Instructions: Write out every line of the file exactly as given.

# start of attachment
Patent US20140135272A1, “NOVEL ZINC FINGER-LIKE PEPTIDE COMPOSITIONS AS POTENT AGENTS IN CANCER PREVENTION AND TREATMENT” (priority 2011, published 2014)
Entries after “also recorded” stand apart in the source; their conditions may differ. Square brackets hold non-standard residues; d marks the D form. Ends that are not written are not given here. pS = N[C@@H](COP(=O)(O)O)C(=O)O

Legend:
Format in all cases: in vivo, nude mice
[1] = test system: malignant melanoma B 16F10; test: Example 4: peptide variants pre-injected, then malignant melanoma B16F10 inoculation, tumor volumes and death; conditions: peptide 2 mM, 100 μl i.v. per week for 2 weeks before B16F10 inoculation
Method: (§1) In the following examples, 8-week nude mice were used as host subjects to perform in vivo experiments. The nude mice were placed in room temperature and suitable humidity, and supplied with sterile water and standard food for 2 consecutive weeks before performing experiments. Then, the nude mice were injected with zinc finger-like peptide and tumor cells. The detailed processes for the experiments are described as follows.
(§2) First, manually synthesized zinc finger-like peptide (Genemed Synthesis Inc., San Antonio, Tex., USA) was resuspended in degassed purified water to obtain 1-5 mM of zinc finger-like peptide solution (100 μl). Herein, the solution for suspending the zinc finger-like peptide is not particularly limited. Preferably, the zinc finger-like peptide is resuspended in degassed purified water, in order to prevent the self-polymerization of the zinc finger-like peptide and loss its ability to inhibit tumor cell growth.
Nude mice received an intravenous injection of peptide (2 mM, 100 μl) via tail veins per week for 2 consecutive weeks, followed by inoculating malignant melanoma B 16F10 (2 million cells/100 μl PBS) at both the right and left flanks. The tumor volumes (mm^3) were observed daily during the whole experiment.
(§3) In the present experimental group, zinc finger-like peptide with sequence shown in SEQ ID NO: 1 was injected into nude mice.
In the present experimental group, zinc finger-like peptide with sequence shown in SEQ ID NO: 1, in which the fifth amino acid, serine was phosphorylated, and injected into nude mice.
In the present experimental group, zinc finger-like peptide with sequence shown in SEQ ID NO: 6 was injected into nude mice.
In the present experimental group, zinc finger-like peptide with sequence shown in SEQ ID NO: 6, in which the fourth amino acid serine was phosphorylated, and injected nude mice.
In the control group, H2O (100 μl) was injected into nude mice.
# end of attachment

Patent US20140135272A1, “NOVEL ZINC FINGER-LIKE PEPTIDE COMPOSITIONS AS POTENT AGENTS IN CANCER PREVENTION AND TREATMENT” (priority 2011, published 2014)
Entries after “also recorded” stand apart in the source; their conditions may differ. Square brackets hold non-standard residues; d marks the D form. Ends that are not written are not given here. pS = N[C@@H](COP(=O)(O)O)C(=O)O

Legend:
Format in all cases: in vivo, nude mice
[1] = test system: malignant melanoma B 16F10; test: Example 4: peptide variants pre-injected, then malignant melanoma B16F10 inoculation, tumor volumes and death; conditions: peptide 2 mM, 100 μl i.v. per week for 2 weeks before B16F10 inoculation
Method: (§1) In the following examples, 8-week nude mice were used as host subjects to perform in vivo experiments. The nude mice were placed in room temperature and suitable humidity, and supplied with sterile water and standard food for 2 consecutive weeks before performing experiments. Then, the nude mice were injected with zinc finger-like peptide and tumor cells. The detailed processes for the experiments are described as follows.
(§2) First, manually synthesized zinc finger-like peptide (Genemed Synthesis Inc., San Antonio, Tex., USA) was resuspended in degassed purified water to obtain 1-5 mM of zinc finger-like peptide solution (100 μl). Herein, the solution for suspending the zinc finger-like peptide is not particularly limited. Preferably, the zinc finger-like peptide is resuspended in degassed purified water, in order to prevent the self-polymerization of the zinc finger-like peptide and loss its ability to inhibit tumor cell growth.
Nude mice received an intravenous injection of peptide (2 mM, 100 μl) via tail veins per week for 2 consecutive weeks, followed by inoculating malignant melanoma B 16F10 (2 million cells/100 μl PBS) at both the right and left flanks. The tumor volumes (mm^3) were observed daily during the whole experiment.
(§3) In the present experimental group, zinc finger-like peptide with sequence shown in SEQ ID NO: 1 was injected into nude mice.
In the present experimental group, zinc finger-like peptide with sequence shown in SEQ ID NO: 1, in which the fifth amino acid, serine was phosphorylated, and injected into nude mice.
In the present experimental group, zinc finger-like peptide with sequence shown in SEQ ID NO: 6 was injected into nude mice.
In the present experimental group, zinc finger-like peptide with sequence shown in SEQ ID NO: 6, in which the fourth amino acid serine was phosphorylated, and injected nude mice.
In the control group, H2O (100 μl) was injected into nude mice.